What I want to do
Last weekend Chris Walley of MIT and myself had the opportunity of directing a small workshop in Southeast Chicago on aerial mapping of petroleum waste piles (petcoke) in the area (for more info on methods see the research note here). The planning and presentation of this workshop was a collaborative effort between myself, Chris Walley of MIT and Sara Wylie of Northeastern University, as well as various community members. Chris and Sara's previous work in the Chicago community, balloon mapping and community workshops around balloon mapping greatly helped in the planning and execution of the workshop.
The group was around 10 people, some of whom were familiar with the concept of balloon mapping and/or public labs, and others who were not. With this research note, I hope to provide a simple 'how to' guide of conducting a workshop, showing what worked for us. The planning of the was also work was also done in collaboration with Sara Wylie of Northeastern University
Our goal for the workshop was to use the two balloon mapping kits myself and Chris Walley of MIT had brought for the community members to show not only possible uses of balloon mapping data and how to put together the camera rig etc, but also go out and map the area later that day, weather permitting. None of the community members had participated in balloon mappings before, but were all excited for this type of community-based research.
Attempts and results
The day before, I had the opportunity to travel around the area with a few of the local activists who would attend the workshop the next day. This was vital to a successful balloon mapping on such a short schedule (we really only had two days to conduct the workshop and get photos), as it allowed us to come up with possible locations for the mapping to take place. Together we identified two main areas that the community was interested in mapping, and three possible locations that we could use for the mapping. We looked for a few things in each of these areas:
--proximity to the petcoke piles (all three were as close to the piles as possible to ensure the best maps)
--public vs. private space (two of the areas were on public property such as a sidewalk/road and an open public area. The third area was on a private residence, owned by a relative of one of the activists to which we could get access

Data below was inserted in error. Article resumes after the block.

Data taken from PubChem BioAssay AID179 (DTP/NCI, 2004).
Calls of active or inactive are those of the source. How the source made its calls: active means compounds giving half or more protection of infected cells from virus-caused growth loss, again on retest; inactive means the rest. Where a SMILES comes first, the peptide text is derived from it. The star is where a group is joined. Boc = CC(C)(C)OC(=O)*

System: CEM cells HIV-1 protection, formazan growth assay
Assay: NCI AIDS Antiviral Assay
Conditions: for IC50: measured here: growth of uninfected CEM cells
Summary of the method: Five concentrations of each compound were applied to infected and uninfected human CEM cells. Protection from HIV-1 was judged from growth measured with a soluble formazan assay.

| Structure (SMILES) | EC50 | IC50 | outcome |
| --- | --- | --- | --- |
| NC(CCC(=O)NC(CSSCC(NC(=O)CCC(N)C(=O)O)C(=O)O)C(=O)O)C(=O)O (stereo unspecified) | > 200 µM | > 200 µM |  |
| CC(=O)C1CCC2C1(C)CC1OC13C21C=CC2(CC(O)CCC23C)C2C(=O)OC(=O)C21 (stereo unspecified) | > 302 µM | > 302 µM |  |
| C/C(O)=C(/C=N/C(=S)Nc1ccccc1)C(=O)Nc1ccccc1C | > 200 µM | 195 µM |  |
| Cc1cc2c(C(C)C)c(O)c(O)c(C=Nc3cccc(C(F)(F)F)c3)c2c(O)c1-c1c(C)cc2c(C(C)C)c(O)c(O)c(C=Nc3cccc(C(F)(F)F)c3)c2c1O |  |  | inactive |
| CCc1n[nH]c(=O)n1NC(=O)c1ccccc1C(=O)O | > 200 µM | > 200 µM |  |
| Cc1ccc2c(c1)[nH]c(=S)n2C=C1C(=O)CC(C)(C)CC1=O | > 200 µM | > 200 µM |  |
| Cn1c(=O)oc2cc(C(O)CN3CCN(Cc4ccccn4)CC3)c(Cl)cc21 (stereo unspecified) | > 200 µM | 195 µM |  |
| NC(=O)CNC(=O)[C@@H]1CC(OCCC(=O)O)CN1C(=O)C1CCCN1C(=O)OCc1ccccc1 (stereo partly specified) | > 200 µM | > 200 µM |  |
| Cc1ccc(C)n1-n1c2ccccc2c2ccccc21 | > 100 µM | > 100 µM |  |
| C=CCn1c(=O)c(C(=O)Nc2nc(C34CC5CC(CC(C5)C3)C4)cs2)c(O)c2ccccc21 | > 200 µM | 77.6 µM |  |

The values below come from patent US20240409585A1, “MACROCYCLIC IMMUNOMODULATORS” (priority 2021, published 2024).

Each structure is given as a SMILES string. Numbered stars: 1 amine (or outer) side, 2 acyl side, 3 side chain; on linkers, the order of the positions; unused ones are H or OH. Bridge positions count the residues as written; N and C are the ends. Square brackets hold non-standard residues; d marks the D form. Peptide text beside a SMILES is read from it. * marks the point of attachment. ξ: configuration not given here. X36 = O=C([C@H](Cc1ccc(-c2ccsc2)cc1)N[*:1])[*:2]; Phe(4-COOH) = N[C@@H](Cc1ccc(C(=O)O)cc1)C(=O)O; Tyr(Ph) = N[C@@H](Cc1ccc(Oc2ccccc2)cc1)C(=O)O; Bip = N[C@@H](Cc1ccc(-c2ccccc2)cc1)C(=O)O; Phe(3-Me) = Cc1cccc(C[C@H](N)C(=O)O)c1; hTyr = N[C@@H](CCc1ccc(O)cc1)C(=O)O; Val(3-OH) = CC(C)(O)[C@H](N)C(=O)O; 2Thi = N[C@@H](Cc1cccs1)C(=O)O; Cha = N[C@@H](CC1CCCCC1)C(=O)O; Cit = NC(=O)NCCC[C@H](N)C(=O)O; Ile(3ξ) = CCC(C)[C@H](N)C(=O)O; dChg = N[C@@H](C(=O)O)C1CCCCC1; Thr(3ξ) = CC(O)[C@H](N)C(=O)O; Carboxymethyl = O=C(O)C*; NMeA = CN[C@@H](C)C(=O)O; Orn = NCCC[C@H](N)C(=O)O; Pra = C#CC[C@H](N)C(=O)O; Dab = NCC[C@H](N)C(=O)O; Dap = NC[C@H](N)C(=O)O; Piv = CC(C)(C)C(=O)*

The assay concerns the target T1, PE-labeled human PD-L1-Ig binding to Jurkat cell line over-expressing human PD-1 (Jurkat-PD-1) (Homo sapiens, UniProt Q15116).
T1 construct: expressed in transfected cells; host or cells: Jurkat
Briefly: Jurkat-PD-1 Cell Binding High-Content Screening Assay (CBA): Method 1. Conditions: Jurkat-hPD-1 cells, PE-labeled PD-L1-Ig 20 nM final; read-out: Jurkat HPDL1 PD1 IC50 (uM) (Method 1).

--open air (there were a few areas we looked at but decided not to attempt due to restrictions such as trees and power lines. There were a few locations that we decided could be used if the wind was low the next day, but otherwise would be too big a risk)
The next day, we began the workshop fairly early (9am). As people wandered in, I gave a short presentation on balloon mapping, its uses (using examples such as Gowanas Canal and the Deep Water Horizon oil spill) the attendees had many questions and comments on these, as well as questions about Public Lab and the Map Knitter software. As I had conducted a few balloon mappings in the past, I felt comfortable answering their questions. Overall everyone was very excited about the workshop and especially the idea of gathering the data themselves, owning it and using it for their own purposes.
After the presentation, Chris and I broke the group into four smaller groups to practice constructing the balloon rig, as well as taking estimates of pile heights to use later in estimating the volume of the piles:
--Constructing the camera rig (this included the camera harness, housing and connection to the string)
--Securing the balloon (how to blow up the balloon, and tie it off/connect it to the line)
--Setting up the camera (putting the camera into 'continuous shot' mode and keeping the shutter pressed)
**--Estimating the pile heights (see research note for these methods)
Chris and myself jumped from group to group as needed. Once all four groups had mastered their technique (and an attendee had caught each process on film to be used in the future if the group needed a refresher), we swapped groups so everyone at least knew two of the skills. If we had had more time in the space, we likely would have swapped twice more, but we ran out of time and as it turns out performing the mapping succeeded in this goal anyways.
During the mapping, we visited three locations, only flying the balloon from two due to wind constraints. At each location, the attendees walked their peers through what they were doing (attaching the camera, securing the balloon etc.) and everything was again filmed for future use. For the first mapping, I assisted by holding the string when necessary, or securing the camera etc. At the second location, I tried to be as hands-off as possible. I also requested that no one perform the same task they had done at the previous location. This made sure that everyone in the group would know how to fly the balloon in the future. I was very impressed by how enthusiastic everyone was, and it we even acquired a bit of an entourage from location to location as more residents heard about the project and stopped by to check it out. By the time the second flight was complete, I was confident everyone could easily perform the project in the future.
That night, I sat down with two of the community activists who were comfortable with learning how to use the Map Knitter software. We went through the photos we had taken, and uploaded a few of them to the site, and began to place them. It took some time explaining all the controls and quirks with the software, but by the end they both understood how to add to the map.
All in all it was a great experience, and very successful. I'm confident the group will be able to perform more balloon mappings in the future, and I can't wait to see what they come up with!